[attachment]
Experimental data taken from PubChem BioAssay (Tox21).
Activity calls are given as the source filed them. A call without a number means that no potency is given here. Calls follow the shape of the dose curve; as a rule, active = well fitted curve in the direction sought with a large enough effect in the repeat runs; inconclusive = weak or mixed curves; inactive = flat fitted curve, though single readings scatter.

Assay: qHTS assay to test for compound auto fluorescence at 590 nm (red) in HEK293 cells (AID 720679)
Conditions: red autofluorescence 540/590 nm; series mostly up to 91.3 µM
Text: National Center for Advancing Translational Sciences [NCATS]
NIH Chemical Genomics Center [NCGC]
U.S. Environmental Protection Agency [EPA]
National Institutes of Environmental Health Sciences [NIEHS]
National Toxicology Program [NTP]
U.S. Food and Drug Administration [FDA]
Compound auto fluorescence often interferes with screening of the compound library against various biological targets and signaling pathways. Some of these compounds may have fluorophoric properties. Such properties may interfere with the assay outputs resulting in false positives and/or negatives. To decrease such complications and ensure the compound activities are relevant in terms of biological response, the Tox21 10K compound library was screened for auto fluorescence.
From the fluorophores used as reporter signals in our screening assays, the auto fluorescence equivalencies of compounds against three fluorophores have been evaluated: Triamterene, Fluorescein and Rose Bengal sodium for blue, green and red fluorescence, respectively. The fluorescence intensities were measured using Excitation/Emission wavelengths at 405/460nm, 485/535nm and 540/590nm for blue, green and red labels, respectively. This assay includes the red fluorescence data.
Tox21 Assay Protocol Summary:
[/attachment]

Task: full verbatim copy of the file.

Experimental data taken from PubChem BioAssay (Tox21).
Activity calls are given as the source filed them. A call without a number means that no potency is given here. Calls follow the shape of the dose curve; as a rule, active = well fitted curve in the direction sought with a large enough effect in the repeat runs; inconclusive = weak or mixed curves; inactive = flat fitted curve, though single readings scatter.

Assay: qHTS assay to test for compound auto fluorescence at 590 nm (red) in HEK293 cells (AID 720679)
Conditions: red autofluorescence 540/590 nm; series mostly up to 91.3 µM
Text: National Center for Advancing Translational Sciences [NCATS]
NIH Chemical Genomics Center [NCGC]
U.S. Environmental Protection Agency [EPA]
National Institutes of Environmental Health Sciences [NIEHS]
National Toxicology Program [NTP]
U.S. Food and Drug Administration [FDA]
Compound auto fluorescence often interferes with screening of the compound library against various biological targets and signaling pathways. Some of these compounds may have fluorophoric properties. Such properties may interfere with the assay outputs resulting in false positives and/or negatives. To decrease such complications and ensure the compound activities are relevant in terms of biological response, the Tox21 10K compound library was screened for auto fluorescence.
From the fluorophores used as reporter signals in our screening assays, the auto fluorescence equivalencies of compounds against three fluorophores have been evaluated: Triamterene, Fluorescein and Rose Bengal sodium for blue, green and red fluorescence, respectively. The fluorescence intensities were measured using Excitation/Emission wavelengths at 405/460nm, 485/535nm and 540/590nm for blue, green and red labels, respectively. This assay includes the red fluorescence data.
Tox21 Assay Protocol Summary: